Apple wants developers to go through exactly this type of thinking experiment when it comes to building app clips, with regard to use cases and drilling down to the minimum functionality required for a given task. Everything promoted must go. App Clips’ 10 MB limit is not only for fast downloads, it also serves another purpose of forcing developers to thoughtfully and intentionally streamline the user experience.
I have tested app clips that make it possible to quickly log water intake (WaterMinder), perform a breathing exercise (Unwind) and more. None that I have tried are designed for the on-the-go scenarios I have outlined, but they still show the principles of being light and uniquely focused, and show the potential of such app clips to help app adoption. ChibiStudio, for example, has an app clip in beta that allows users to create their own chibi without having to download the entire app, which eliminates an important entry barrier. If the user likes the experience, they will probably download the entire app afterwards – which can be done from ChibiStudio’s app clips with a single tap after sharing or saving the chibi.
Although ChibiStudio is not the type of app I expect to meet an app clip for in the real world, it is a good example of how app clips can also work as a way to try an app. From a developer’s point of view, the main purpose of app clips is available via Safari or Messages – they give users a chance to discover your app in a new way, with minimal commitment required. The hope is then that users download your entire app and become a loyal customer.
With this perspective in mind, I’m surprised Apple did not integrate app clips into the App Store and bill them as examples. Just like how to download free sample titles in Apple Books and then purchase the full title in a seamless process, App Clips can give a nice taste of whether an app is for you or not. To experience an app’s core functionality and user interface without annoying account creation or login screen in your way, would be great. I would be interested to see if Apple moves in that direction in the future.
There are a number of other interesting details about app clips that are worth noting.
Notification rights. App clips can send alerts for up to eight hours after you open them without having to ask permission. Such alerts can let you know that your order is ready at a restaurant, or that your parking time is almost up. If an app clip has to send an alert for longer than eight hours, it can request permission to alert for up to a week. This extended permit can, for example, be useful for parking garages.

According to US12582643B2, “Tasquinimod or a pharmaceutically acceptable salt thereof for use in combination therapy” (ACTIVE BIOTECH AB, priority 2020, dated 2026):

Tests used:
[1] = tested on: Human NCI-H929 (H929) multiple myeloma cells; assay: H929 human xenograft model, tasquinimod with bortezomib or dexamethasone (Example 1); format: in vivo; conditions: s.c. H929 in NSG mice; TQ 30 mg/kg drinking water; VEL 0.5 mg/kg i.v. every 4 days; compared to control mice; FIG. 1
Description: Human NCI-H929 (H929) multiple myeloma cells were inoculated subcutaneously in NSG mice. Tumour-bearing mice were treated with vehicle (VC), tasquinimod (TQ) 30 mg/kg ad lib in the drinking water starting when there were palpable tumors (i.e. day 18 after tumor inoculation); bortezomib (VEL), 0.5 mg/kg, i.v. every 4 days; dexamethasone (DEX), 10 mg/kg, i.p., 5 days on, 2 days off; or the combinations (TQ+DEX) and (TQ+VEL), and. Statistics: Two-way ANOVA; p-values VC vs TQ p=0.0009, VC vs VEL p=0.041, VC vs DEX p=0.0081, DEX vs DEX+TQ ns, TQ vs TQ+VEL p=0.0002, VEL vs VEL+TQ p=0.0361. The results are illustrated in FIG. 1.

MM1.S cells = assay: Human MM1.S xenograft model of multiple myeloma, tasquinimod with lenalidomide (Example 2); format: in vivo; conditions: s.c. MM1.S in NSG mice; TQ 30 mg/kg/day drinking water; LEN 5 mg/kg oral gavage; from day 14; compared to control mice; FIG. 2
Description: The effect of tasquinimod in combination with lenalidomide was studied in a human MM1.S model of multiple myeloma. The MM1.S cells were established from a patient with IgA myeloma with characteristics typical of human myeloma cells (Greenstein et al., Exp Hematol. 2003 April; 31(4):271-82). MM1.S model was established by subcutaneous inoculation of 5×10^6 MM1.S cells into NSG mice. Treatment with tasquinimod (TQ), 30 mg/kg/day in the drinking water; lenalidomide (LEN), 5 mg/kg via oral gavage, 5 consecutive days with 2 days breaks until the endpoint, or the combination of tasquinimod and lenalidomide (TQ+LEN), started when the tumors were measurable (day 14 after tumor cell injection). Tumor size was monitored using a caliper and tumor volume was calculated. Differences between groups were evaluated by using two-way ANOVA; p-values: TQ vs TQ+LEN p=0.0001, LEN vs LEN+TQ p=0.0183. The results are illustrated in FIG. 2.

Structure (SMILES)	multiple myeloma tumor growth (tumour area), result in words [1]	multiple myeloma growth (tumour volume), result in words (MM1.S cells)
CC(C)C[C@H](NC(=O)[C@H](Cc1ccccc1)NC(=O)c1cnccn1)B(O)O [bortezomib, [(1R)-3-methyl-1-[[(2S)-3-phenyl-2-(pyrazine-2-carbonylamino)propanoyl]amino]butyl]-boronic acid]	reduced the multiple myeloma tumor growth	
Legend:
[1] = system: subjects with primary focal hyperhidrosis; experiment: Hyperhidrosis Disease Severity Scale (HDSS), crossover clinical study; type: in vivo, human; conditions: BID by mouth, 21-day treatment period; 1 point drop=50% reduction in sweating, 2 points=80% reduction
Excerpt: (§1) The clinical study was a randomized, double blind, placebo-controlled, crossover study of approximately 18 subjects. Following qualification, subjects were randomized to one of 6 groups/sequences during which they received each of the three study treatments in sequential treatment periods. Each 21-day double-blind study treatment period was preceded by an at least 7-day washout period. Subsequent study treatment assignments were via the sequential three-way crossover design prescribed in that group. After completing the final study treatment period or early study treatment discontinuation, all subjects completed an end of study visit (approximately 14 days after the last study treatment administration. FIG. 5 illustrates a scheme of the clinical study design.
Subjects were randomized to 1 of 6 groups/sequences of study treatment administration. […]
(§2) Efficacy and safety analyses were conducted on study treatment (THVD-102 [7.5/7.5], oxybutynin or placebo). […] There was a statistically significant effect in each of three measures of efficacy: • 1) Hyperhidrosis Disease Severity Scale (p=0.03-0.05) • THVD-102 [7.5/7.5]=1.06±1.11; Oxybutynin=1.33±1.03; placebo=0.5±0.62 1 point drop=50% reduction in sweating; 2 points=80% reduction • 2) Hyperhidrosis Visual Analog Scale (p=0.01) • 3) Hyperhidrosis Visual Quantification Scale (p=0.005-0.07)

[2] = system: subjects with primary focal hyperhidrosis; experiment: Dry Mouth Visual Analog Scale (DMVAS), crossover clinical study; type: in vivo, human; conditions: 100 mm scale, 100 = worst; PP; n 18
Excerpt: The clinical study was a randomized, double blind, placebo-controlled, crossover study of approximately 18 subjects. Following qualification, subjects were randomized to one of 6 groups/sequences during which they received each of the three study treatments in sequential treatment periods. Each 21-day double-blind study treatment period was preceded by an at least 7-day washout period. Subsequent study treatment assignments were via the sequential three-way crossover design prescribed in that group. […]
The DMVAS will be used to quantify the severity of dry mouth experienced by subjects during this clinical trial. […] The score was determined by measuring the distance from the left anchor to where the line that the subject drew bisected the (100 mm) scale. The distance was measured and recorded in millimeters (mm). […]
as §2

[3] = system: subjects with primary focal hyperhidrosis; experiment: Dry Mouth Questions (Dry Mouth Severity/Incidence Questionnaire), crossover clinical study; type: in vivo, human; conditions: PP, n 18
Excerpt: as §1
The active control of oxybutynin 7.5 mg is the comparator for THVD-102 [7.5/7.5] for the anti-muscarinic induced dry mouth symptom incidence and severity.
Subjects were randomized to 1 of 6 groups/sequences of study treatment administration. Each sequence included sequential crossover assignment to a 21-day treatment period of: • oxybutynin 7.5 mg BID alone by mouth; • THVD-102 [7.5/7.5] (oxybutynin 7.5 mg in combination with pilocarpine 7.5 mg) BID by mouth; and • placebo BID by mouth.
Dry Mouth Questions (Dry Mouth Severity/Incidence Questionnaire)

System requirements. All iPhones running iOS 14 support app clips, but the experience with NFC codes will vary depending on the model in use. Newer devices, such as iPhone 11, 11 Pro, 11 Pro Max, XS, XS Max and XR, can read NFC codes automatically. With iPhone X, 8, 8 Plus, 7 and 7 Plus, users must first turn on NFC scan mode from the Control Center before NFC interactions work. Apple’s documentation is not aware of the location of the iPhone SE.
Frequent use. Normally, an app clip is meant for a single transaction at the time of use, so iOS takes care of deleting the data from the device for a while after you use it. If you use the App Clip regularly and do not download the entire app, iOS will learn to keep the App Clip on your device and may even start suggesting it in the Siri suggestions found in Search and the new widget.
App clipping unnecessary. If you are in a situation where you are accessing an App Clip, perhaps via an NFC tag, and the App Clips full app is already installed on your device, you will press the Open button to open the entire app instead for App Clip. If everything works as it should, you should be taken to the part of the app on which the App Clip is based, and offer the exact functionality you were looking for even though you were in the whole app.
When iOS 14 is released today, many of the features will be immediately available to all users. Widgets will be brand new and able to live on the home screen, iPhones will be able to make Picture in Picture video for the first time, and there will be many updates to built-in apps across the system. Many third-party apps will be ready with new widgets and support for new iPad app designs. On day one, we begin to get a sense of what new features are a hit for the masses and which fall a little flat. However, app clips will take significantly more time to measure because their success or failure depends on the physical business adoption.
The number of companies that make app clips and show them in physical locations is someone’s guess. App clipping codes, which will not be available until later this year, are unfortunate as they provide the best experience for users, so hopefully Apple can get them in corporate hands soon. But in any case, it can take a while before the average user encounters an app clip in the world.
If app clips take off, they should serve as a seamless way to complement physical experiences with digital convenience. And who knows? Maybe in a few years we will have AR glasses that will make it easier to detect and interact with app clips.
App clips are a daring game for the future, but we have to wait a while to learn their fate. Will they become ubiquitous, or end up with a failed experiment? Only time will tell.